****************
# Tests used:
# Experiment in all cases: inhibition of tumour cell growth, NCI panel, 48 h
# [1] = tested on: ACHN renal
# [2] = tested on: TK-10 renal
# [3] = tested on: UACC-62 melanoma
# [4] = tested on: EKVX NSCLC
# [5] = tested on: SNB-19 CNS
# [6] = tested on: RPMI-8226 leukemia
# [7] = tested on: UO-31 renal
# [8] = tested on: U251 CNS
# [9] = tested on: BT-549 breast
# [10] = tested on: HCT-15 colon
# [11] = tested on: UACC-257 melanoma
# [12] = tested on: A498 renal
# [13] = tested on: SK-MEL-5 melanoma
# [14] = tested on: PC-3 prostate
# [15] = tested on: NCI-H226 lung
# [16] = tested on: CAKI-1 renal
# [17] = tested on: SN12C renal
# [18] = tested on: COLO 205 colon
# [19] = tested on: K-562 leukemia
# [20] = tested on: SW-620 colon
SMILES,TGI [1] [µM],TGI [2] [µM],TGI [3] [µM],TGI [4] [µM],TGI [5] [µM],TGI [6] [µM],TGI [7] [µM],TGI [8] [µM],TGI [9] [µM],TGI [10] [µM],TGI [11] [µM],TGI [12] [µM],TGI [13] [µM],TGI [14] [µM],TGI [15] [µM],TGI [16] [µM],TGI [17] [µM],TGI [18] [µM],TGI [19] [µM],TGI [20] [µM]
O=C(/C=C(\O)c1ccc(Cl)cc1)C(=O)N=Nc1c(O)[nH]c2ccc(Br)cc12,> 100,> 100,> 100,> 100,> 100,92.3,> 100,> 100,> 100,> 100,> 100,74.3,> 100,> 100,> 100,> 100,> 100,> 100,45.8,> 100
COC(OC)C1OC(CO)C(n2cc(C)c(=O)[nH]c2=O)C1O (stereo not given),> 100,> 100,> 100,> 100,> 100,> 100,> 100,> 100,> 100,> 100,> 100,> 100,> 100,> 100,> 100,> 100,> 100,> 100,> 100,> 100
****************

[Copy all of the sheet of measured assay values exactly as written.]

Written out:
# Tests used:
# Experiment in all cases: inhibition of tumour cell growth, NCI panel, 48 h
# [1] = tested on: ACHN renal
# [2] = tested on: TK-10 renal
# [3] = tested on: UACC-62 melanoma
# [4] = tested on: EKVX NSCLC
# [5] = tested on: SNB-19 CNS
# [6] = tested on: RPMI-8226 leukemia
# [7] = tested on: UO-31 renal
# [8] = tested on: U251 CNS
# [9] = tested on: BT-549 breast
# [10] = tested on: HCT-15 colon
# [11] = tested on: UACC-257 melanoma
# [12] = tested on: A498 renal
# [13] = tested on: SK-MEL-5 melanoma
# [14] = tested on: PC-3 prostate
# [15] = tested on: NCI-H226 lung
# [16] = tested on: CAKI-1 renal
# [17] = tested on: SN12C renal
# [18] = tested on: COLO 205 colon
# [19] = tested on: K-562 leukemia
# [20] = tested on: SW-620 colon
SMILES,TGI [1] [µM],TGI [2] [µM],TGI [3] [µM],TGI [4] [µM],TGI [5] [µM],TGI [6] [µM],TGI [7] [µM],TGI [8] [µM],TGI [9] [µM],TGI [10] [µM],TGI [11] [µM],TGI [12] [µM],TGI [13] [µM],TGI [14] [µM],TGI [15] [µM],TGI [16] [µM],TGI [17] [µM],TGI [18] [µM],TGI [19] [µM],TGI [20] [µM]
O=C(/C=C(\O)c1ccc(Cl)cc1)C(=O)N=Nc1c(O)[nH]c2ccc(Br)cc12,> 100,> 100,> 100,> 100,> 100,92.3,> 100,> 100,> 100,> 100,> 100,74.3,> 100,> 100,> 100,> 100,> 100,> 100,45.8,> 100
COC(OC)C1OC(CO)C(n2cc(C)c(=O)[nH]c2=O)C1O (stereo not given),> 100,> 100,> 100,> 100,> 100,> 100,> 100,> 100,> 100,> 100,> 100,> 100,> 100,> 100,> 100,> 100,> 100,> 100,> 100,> 100